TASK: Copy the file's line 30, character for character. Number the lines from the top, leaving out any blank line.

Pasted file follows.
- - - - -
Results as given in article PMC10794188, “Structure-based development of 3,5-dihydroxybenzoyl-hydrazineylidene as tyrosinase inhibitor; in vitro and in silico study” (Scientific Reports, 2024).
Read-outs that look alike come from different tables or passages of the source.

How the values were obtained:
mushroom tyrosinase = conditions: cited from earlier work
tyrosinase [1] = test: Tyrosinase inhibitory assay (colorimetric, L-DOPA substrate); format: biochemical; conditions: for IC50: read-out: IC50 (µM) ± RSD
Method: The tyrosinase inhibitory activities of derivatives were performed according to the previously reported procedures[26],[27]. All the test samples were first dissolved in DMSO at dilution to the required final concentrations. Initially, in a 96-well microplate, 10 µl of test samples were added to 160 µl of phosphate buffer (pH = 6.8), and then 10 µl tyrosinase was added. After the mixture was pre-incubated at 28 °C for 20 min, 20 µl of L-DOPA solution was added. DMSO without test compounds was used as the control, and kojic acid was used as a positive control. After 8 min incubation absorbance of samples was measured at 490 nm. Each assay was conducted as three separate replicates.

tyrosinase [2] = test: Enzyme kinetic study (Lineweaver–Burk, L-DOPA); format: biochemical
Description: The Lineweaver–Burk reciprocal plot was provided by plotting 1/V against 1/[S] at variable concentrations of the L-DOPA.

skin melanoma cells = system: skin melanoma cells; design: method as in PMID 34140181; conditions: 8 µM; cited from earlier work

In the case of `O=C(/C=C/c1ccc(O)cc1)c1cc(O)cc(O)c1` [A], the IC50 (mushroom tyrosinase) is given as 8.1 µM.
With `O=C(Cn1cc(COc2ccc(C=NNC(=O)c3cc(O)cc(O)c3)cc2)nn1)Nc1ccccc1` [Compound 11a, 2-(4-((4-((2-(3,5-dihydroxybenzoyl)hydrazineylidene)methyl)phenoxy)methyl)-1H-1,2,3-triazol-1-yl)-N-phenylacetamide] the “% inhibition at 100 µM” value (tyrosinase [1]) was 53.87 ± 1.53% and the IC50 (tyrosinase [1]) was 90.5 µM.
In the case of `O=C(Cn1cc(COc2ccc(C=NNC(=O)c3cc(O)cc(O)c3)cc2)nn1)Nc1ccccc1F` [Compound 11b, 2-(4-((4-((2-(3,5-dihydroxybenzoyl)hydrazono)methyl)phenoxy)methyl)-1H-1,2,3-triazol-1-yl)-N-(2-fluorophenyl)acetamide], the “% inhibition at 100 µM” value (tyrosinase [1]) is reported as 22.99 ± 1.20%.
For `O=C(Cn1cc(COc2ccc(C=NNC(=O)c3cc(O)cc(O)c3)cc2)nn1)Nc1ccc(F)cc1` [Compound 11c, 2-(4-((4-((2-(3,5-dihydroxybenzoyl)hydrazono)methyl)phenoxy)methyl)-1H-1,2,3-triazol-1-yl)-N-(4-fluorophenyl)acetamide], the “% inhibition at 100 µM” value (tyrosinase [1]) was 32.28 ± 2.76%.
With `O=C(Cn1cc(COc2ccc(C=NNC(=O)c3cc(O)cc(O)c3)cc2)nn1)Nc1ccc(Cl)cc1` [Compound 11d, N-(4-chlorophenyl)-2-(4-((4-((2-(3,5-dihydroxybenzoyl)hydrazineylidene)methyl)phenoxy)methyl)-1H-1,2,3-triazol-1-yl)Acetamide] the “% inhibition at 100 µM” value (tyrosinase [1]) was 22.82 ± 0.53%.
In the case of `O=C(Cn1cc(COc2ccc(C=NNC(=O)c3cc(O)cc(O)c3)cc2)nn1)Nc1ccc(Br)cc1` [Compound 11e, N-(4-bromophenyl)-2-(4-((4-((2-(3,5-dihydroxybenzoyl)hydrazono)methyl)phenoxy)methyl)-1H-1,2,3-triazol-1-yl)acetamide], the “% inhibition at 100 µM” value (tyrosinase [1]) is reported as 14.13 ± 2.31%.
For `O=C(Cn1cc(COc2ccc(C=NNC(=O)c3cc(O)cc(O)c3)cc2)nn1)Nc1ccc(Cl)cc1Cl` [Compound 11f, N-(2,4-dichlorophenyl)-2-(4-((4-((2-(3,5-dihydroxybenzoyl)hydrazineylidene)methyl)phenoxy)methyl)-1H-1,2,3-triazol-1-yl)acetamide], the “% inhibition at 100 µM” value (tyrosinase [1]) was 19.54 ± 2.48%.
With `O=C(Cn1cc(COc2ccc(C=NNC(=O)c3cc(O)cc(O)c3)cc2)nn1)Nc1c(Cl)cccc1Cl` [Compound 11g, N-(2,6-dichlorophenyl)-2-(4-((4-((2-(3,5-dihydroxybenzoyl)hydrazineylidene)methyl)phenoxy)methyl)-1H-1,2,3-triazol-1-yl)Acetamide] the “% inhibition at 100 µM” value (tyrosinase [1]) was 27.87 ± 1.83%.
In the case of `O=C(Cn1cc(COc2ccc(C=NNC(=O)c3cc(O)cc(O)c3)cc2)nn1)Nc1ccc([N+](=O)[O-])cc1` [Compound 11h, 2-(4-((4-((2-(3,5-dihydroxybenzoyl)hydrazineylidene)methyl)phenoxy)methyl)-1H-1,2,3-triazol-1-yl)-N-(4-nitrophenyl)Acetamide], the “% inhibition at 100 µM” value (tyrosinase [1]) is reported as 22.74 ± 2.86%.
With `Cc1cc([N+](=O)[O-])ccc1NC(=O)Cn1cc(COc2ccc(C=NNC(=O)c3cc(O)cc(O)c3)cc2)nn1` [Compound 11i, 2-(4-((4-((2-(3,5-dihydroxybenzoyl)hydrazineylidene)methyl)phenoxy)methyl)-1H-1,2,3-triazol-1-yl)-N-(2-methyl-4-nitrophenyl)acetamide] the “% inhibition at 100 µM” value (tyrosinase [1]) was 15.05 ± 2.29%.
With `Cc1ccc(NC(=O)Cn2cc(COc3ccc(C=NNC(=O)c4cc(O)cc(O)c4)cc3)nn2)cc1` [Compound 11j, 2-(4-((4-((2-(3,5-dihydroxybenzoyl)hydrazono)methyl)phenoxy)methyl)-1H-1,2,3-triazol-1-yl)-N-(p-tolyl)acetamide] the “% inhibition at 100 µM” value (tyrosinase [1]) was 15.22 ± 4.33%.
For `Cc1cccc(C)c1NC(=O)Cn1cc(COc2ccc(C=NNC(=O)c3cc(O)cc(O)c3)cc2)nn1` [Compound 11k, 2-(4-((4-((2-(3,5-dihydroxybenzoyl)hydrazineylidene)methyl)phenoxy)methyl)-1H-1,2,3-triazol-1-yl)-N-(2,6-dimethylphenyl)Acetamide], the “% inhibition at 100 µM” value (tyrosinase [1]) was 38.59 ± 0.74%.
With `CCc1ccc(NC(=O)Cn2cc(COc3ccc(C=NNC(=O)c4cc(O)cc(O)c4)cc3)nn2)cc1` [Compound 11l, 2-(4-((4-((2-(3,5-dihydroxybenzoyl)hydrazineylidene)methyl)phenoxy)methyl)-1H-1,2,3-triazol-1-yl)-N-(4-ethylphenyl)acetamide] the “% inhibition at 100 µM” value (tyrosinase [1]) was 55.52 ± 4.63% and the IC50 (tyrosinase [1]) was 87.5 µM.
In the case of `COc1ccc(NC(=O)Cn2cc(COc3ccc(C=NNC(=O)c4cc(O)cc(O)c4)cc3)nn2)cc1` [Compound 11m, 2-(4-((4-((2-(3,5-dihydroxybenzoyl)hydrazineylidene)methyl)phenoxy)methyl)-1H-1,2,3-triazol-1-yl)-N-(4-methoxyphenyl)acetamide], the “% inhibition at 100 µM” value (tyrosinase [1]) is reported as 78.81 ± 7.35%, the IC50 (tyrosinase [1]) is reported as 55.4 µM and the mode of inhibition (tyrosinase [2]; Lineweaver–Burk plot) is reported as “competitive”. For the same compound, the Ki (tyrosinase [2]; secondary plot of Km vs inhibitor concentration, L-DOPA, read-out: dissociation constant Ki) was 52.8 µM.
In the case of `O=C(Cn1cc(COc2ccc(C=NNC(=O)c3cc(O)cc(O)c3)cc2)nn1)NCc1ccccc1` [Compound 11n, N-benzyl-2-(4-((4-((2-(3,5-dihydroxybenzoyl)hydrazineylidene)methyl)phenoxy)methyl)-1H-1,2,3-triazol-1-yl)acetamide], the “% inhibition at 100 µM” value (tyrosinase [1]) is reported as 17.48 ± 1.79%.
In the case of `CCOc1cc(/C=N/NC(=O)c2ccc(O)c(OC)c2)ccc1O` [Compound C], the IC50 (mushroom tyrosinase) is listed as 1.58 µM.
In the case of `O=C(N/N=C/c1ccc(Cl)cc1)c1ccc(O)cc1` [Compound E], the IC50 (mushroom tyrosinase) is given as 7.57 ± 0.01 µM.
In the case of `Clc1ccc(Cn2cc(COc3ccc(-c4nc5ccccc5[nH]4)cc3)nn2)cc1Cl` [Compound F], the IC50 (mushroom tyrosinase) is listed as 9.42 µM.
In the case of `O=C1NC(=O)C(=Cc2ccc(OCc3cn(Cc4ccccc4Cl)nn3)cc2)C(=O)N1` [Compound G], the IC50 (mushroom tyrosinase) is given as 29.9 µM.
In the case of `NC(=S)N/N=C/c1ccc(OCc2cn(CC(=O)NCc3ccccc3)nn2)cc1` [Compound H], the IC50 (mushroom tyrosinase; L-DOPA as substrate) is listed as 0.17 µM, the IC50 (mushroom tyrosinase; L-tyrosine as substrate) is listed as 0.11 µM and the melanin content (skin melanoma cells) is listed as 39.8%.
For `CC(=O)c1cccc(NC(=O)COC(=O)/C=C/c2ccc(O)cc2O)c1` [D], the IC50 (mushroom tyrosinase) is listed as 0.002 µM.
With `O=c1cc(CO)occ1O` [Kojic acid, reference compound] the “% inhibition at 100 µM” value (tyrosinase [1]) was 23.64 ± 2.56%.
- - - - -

For `CC(=O)c1cccc(NC(=O)COC(=O)/C=C/c2ccc(O)cc2O)c1` [D], the IC50 (mushroom tyrosinase) is listed as 0.002 µM.